x Abu Dhabi, UAESunday 23 July 2017

Marquez was no match

Pacquiao, Mosley and Margarito are all being lined up to end the American's unbeaten run.

Floyd Mayweather Jr, left, connects with Juan Manual Marquez, of mexico, during their non-title welterweight bout on Saturday night.
Floyd Mayweather Jr, left, connects with Juan Manual Marquez, of mexico, during their non-title welterweight bout on Saturday night.

Having proven that he has lost none of his ability in the boxing ring, the next question for Floyd Mayweather Jr is where does he go next? The undefeated American showed no signs of rustiness as he returned in impressive fashion after a 21-month absence from the sport with an unanimous points victory over Juan Manual Marquez on Saturday night in Las Vegas.

Mayweather, 32, confidently said afterwards that he can raise his game to even loftier heights and that is something he will almost certainly have to do given the quality of his likely next opponents. One of either hard-punching welterweight Shane Mosley, 38, or the world's pound-for-pound best fighter, Manny Pacquiao, lie in wait. Other possibilities aside from those two include Antonia Margarito, but Mosely has already tamed the Mexican, losing some of the allure that a fight with Mayweather may have previously had.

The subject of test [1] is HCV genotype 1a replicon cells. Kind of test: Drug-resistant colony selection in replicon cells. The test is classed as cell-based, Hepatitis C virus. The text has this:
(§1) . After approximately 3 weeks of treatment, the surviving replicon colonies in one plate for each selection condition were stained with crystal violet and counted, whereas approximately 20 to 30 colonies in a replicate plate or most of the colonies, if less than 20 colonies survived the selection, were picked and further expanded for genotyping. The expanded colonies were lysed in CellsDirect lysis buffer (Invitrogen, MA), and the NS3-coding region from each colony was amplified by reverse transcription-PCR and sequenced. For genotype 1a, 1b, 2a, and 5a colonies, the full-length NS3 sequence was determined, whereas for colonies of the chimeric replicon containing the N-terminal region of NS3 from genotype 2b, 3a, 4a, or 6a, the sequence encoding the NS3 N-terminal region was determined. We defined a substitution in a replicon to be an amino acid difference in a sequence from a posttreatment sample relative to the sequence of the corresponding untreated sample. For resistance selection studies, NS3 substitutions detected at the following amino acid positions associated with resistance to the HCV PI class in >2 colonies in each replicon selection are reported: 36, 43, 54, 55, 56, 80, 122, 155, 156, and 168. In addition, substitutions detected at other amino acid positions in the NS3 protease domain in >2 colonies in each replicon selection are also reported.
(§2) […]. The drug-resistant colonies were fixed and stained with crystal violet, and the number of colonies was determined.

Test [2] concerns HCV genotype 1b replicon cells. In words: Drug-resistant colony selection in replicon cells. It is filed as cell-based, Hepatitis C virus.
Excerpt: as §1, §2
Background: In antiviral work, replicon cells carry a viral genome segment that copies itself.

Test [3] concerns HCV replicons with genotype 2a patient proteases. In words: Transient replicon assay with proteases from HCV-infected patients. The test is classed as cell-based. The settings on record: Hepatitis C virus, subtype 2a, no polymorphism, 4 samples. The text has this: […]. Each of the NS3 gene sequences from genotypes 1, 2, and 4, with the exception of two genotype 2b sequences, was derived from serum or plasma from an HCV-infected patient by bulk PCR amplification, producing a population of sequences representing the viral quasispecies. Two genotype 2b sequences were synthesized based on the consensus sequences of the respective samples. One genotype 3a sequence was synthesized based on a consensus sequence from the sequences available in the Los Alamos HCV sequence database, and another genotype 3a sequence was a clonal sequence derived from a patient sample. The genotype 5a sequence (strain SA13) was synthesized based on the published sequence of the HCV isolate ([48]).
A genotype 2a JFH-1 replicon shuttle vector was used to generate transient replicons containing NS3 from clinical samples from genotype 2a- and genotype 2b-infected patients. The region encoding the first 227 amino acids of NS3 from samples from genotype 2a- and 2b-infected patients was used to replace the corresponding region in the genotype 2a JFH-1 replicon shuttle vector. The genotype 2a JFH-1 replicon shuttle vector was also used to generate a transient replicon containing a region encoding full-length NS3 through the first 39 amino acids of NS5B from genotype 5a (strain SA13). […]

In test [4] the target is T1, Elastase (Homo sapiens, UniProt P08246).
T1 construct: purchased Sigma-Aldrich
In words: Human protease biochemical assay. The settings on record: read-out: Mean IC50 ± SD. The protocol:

The world wants to see a Mayweather-Pacquiao showdown, but the Filipino is fighting Puerto Rico's Miguel Cotto in November, and it could be a year before their schedules can be aligned to arrange a clash. In the meantime, Mosley - who crashed Mayweather's post-fight interview to demand his shot at him - might be the most profitable option. Crucially, for the sake of drama and spectator interest, the duo share bad blood.

Just days before facing Marquez, Mayweather told the world Mosley was "on steroids", and distanced himself from a future showdown: "Shane, your career is over. You're almost 40! Give it up Shane!" The smart money - and the bigger purse for Mayweather - awaits in the form of Pacquiao, who is tearing his way through contenders one by one. The conqueror of Ricky Hatton in March, Pacquiao is fighting in the junior welterweight class of 140lbs, meaning another catchweight bout could be in the offing.

Going back to Saturday's victory, which maintained his unbeaten record to 40 fights, a Mayweather win had been expected, but few could have predicted the one-sided, comprehensive nature in which it was achieved. Marquez did well to last 12 rounds, particularly after he was floored in the second round. "That guy is tough as nails," said Mayweather. "He was a great little big man. I threw a hell of a shot that dropped him, and then he got back up and kept fighting. He's a tough guy."

Marquez's courage ensured the bout went the distance but the step-up in two weights was always going to be a tall order for the 56-fight veteran. He had never fought above 135lbs before, and had only risen above 130lbs for three of his 56 career contests. "I don't want to make excuses but the weight was the problem," said Marquez. "He hurt me [in the second round] but not at any other time. When I hit him he laughed but I knew he felt my punches. I did the best I could do."

For the undefeated Mayweather, however, it was just another win. "I've been off for almost two years but it felt really good to be back. I was happy with the victory but I know can get better." emegson@thenational.ae